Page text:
Display Settings:

Format

Send to:

Choose Destination
We are sorry, but NCBI web applications do not support your browser and may not function properly. More information
J Gen Intern Med. 2001 Aug;16(8):544-9.

Between two worlds medical student perceptions of humor and slang in the hospital setting.

Author information

  • 1Center for Bioethics, University of Pennsylvania School of Medicine, Philadelphia, PA, USA.

Abstract

OBJECTIVE:

Residents frequently use humor and slang at the expense of patients on the clinical wards. We studied how medical students react to and interpret the "appropriateness" of derogatory and cynical humor and slang in a clinical setting.

DESIGN:

Semistructured, in-depth interviews.

SETTING:

Informal meeting spaces.

PARTICIPANTS:

Thirty-three medical students.

MEASUREMENTS:

Qualitative content analysis of interview transcriptions.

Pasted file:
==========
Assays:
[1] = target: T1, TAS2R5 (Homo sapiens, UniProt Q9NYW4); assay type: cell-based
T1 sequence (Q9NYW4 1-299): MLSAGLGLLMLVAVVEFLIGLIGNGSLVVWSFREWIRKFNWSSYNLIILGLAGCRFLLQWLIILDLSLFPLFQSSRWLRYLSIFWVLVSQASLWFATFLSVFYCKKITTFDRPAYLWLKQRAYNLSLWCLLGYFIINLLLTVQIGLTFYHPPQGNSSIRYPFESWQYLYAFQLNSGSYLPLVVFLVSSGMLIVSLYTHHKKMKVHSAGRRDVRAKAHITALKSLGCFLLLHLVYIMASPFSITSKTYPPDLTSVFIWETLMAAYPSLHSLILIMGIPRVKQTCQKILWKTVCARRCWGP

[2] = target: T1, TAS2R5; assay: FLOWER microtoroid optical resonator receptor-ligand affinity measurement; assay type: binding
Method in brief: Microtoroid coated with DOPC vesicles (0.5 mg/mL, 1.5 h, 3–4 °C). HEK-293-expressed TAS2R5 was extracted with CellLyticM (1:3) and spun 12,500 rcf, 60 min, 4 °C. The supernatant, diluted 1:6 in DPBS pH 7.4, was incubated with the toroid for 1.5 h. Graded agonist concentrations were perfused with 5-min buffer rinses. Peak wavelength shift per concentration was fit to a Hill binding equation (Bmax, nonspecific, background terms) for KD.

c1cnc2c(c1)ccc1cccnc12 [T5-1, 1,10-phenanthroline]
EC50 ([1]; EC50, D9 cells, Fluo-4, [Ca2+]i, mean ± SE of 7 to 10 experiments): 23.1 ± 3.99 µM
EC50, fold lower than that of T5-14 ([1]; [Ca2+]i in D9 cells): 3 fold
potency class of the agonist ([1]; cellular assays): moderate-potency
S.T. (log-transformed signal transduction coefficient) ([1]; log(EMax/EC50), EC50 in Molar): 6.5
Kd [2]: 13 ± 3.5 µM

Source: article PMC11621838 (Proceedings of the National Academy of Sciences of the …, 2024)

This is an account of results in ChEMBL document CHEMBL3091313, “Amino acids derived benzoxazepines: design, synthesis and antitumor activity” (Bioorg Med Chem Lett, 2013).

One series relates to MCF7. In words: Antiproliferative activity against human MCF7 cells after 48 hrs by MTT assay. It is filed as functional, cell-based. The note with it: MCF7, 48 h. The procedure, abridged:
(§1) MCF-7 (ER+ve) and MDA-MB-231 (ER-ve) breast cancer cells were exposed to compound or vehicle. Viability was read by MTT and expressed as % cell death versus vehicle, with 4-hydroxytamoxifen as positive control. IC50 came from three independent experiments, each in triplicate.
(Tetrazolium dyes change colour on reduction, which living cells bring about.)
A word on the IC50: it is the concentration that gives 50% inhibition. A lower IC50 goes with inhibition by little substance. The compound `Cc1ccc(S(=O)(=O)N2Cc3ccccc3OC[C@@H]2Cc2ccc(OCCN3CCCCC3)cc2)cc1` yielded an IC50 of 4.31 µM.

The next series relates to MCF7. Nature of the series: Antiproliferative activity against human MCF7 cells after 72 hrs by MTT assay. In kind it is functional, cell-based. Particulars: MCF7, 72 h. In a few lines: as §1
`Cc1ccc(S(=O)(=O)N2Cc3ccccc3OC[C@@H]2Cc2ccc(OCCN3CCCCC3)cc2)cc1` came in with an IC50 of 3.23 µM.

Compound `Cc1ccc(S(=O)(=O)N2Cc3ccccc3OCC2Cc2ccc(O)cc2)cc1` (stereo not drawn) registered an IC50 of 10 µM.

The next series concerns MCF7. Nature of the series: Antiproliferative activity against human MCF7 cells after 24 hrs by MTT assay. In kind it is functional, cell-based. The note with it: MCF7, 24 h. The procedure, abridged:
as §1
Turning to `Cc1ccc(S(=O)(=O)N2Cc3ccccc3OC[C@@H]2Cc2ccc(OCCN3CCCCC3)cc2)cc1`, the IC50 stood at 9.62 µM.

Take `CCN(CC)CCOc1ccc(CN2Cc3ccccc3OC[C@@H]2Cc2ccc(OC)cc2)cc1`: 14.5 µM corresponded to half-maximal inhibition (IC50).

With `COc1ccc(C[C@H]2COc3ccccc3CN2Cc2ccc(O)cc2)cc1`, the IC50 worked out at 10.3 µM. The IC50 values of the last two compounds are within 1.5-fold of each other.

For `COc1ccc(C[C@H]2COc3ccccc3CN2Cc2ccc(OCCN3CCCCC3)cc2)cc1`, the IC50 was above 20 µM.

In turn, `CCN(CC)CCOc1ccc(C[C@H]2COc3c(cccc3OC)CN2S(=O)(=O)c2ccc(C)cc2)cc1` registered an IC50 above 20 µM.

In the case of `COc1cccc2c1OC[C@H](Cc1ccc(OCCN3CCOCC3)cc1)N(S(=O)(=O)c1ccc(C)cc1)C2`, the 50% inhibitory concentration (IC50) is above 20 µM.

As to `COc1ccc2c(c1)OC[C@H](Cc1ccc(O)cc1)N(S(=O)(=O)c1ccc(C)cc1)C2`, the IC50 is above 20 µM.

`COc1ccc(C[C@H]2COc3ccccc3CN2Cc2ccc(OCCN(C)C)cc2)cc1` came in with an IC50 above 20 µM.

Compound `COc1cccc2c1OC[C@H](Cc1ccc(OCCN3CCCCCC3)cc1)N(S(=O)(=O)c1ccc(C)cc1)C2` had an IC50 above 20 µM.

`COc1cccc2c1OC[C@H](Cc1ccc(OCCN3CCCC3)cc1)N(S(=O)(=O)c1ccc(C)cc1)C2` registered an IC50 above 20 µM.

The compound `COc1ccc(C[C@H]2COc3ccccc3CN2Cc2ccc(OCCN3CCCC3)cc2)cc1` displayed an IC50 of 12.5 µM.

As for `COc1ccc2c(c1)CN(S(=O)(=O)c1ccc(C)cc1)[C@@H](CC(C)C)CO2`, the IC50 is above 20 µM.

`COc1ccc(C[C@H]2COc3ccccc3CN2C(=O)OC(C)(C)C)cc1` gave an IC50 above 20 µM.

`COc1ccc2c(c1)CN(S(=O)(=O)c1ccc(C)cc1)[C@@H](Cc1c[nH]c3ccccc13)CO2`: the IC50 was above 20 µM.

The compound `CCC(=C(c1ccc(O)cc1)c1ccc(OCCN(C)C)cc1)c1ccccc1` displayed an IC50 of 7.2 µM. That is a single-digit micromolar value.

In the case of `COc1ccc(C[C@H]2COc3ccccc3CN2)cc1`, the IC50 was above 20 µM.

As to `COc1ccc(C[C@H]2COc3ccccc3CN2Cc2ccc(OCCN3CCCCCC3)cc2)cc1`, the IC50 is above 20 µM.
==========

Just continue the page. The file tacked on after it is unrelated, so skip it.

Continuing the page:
MAIN RESULTS:

Students' descriptions of the humorous stories and their responses reveal that students are able to take the perspective of both outsiders and insiders in the medical culture. Students' responses to these stories show that they can identify the outsider's perspective both by seeing themselves in the outsider's role and by identifying with patients. Students can also see the insider's perspective, in that they identify with residents' frustrations and disappointments and therefore try to explain why residents use this kind of humor. Their participation in the humor and slang--often with reservations--further reveals their ability to identify with the perspective of an insider.

CONCLUSIONS:

Medical students describe a number of conflicting reactions to hospital humor that may enhance and exacerbate tensions that are already an inevitable part of training for many students. This phenomenon requires greater attention by medical educators.

Comment in

PMID:
11556931
[PubMed - indexed for MEDLINE]
PMCID:
PMC1495252
Free PMC Article
PubMed Commons home

PubMed Commons

0 comments
How to join PubMed Commons

    Supplemental Content

    Full text links

    Icon for PubMed Central
    Loading ...
    Write to the Help Desk